Montana-Dakota Utilities to shut off gas in Burlington
BURLINGTON Montana-Dakota Utilities Co. will be going home-to-home here to disconnect service.
A media release from MDU stated that because of this, customers do not need to call MDU to have their natural gas service shut off.
As reported in The Minot Daily News on Tuesday, residents living in the evacuated zones in Minot can have their gas service shut off before the evacuation deadline. The deadline, as of Tuesday afternoon, was moved from 10 p.m. to 6 p.m. today.
- James C. Falcon
Verendrye Electric to do 'everything to keep power on'
Verendrye Electric is not planning to preemptively shut power off to areas projected to be affected by flooding, unless it is aware of an urgent public safety issue.
"We will keep power on as long as possible during the flood," said Community Relations Manager Tom Rafferty in a press release.
After areas are evacuated and inundated with water, power may be disconnected. It is also possible there could be power outages caused by flooding.
"We will do everything we can to keep power on, but outages are expected with significant flooding," Rafferty said. "We will attempt to make repairs if possible, but people who lose power in flooded areas should be prepared for a long term outage."
If people are leaving their property and expect it to flood, they should shut the power off at their main breaker and notify Verendrye.
Verendrye will also disconnect power at the meter if requested, as long as the meter is accessible. Disconnect and reconnect fees will not be charged. However, if a meter is disconnected and the property floods, people will need to have their electrical system inspected before it is reconnected.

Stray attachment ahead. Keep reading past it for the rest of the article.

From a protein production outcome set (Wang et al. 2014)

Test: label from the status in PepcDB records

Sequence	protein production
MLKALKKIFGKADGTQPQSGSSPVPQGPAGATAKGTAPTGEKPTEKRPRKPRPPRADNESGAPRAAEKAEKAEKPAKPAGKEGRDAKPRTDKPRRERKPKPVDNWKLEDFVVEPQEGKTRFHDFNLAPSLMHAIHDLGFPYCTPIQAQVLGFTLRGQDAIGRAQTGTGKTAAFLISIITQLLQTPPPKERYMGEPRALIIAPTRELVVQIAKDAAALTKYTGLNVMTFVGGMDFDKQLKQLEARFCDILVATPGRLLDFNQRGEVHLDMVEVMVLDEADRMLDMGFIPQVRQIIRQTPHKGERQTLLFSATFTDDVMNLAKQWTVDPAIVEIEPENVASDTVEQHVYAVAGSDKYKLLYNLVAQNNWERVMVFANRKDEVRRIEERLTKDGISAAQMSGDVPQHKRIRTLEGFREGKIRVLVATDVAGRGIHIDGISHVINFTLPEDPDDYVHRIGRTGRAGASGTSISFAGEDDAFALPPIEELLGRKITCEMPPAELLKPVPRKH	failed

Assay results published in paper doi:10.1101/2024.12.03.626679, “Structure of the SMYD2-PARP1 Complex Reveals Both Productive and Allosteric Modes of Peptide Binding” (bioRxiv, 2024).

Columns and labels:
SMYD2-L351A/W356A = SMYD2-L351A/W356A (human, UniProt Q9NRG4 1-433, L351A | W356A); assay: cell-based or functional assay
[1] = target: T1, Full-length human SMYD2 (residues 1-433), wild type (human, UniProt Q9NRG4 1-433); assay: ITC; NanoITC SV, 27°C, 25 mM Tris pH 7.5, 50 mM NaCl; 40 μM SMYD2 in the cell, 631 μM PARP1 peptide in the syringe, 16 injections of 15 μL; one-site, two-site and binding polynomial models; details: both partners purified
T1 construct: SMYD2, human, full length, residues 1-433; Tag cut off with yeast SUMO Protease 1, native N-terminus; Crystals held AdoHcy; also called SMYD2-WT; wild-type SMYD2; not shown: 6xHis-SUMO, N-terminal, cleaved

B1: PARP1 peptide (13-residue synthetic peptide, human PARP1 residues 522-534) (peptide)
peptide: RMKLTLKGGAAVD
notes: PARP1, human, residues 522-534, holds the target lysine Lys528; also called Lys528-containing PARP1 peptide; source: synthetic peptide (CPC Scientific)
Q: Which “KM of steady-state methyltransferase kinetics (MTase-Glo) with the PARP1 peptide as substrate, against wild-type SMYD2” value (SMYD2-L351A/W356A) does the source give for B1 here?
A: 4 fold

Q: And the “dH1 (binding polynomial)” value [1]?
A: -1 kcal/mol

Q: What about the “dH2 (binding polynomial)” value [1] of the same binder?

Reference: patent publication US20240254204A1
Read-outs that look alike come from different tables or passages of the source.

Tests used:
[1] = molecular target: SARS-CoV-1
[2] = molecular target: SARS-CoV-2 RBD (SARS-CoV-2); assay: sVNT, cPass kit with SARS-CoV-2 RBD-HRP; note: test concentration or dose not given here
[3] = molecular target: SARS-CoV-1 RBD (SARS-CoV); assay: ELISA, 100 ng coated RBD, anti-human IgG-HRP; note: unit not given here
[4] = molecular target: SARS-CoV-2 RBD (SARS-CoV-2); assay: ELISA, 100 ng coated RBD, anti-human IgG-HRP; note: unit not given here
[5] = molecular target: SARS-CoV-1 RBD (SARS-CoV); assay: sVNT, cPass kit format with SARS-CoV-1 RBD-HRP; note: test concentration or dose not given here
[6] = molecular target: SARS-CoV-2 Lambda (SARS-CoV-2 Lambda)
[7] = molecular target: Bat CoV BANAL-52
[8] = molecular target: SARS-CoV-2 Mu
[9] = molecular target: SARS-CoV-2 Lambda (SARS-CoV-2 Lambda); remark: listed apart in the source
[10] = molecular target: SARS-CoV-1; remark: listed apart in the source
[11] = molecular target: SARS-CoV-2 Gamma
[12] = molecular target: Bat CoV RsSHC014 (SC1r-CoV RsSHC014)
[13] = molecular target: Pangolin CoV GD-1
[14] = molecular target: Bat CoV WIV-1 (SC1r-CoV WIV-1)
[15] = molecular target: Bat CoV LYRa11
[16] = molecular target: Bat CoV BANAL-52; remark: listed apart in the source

Visit for more safety information. Call 1-800-472-2141 for more information and to report outages or safety concerns day or night.
Court hearings suspended due to flood
Due to evacuations and potential flooding in the Minot area, all non-essential court hearings at the Ward County Courthouse have been canceled until July 11.
According to Carolyn Woolf, district court administrator, only emergency juvenile hearings, mental health matters and jail appearances will be held through the week ending July 8.
Notices of rescheduled dates will be mailed to parties involved in any other hearings.
Sawyer preparing to raise levees for flood
The city of Sawyer was preparing Tuesday to raise its levees to handle the oncoming floodwaters, said mayor Cy Kotaska.
Kotaska said the Souris River is expected to crest at 27.9 feet in Sawyer but the city's levees are about 28 to 28 1/2 feet.
"It puts it really close and we're obviously concerned," said Kotaska, but thus far flooding isn't predicted for Sawyer and evacuations had not been ordered for residents as of Tuesday afternoon.
Kotaska said the city will be raising streets that are at lower levels and has also sandbagged infrastructure, including the city's water treatment plant.
- Andrea Johnson
Prayer service planned tonight in Minot church
A community prayer service will be held today at 10:30 p.m. in Our Redeemer's Church, 700-16th Ave. SE.
The service is planned as a time of prayer for the many needs and the safety of everyone in Minot and the surrounding areas in light of the flooding and evacuations.
- Loretta Johnson
Some Minot residents urged to flee now
The city of Minot is urging residents living on 27th Street Southwest north of 14th Avenue by Souris Valley Golf Course to evacuate immediately.
Officials said that the road is eroding due to water flow, and they urged those residents to get out well ahead of Wednesday's 6 p.m. city deadline.
The Souris River is set to overtop levees in Minot, displacing about a quarter of the North Dakota city's population for a second time this spring and promising to swamp thousands of structures under the worst flooding in four decades.
Bismarck sends sandbags to Magic City
BISMARCK (AP) - The city of Bismarck is giving 100,000 filled sandbags to Minot for its fight against a rising Souris River that's expected to spill over levees and force thousands from their homes.
Bismarck Public Works Director Jeff Heintz said the city has more than 300,000 filled sandbags on standby and is able to give some away because the Missouri River will crest lower than first thought.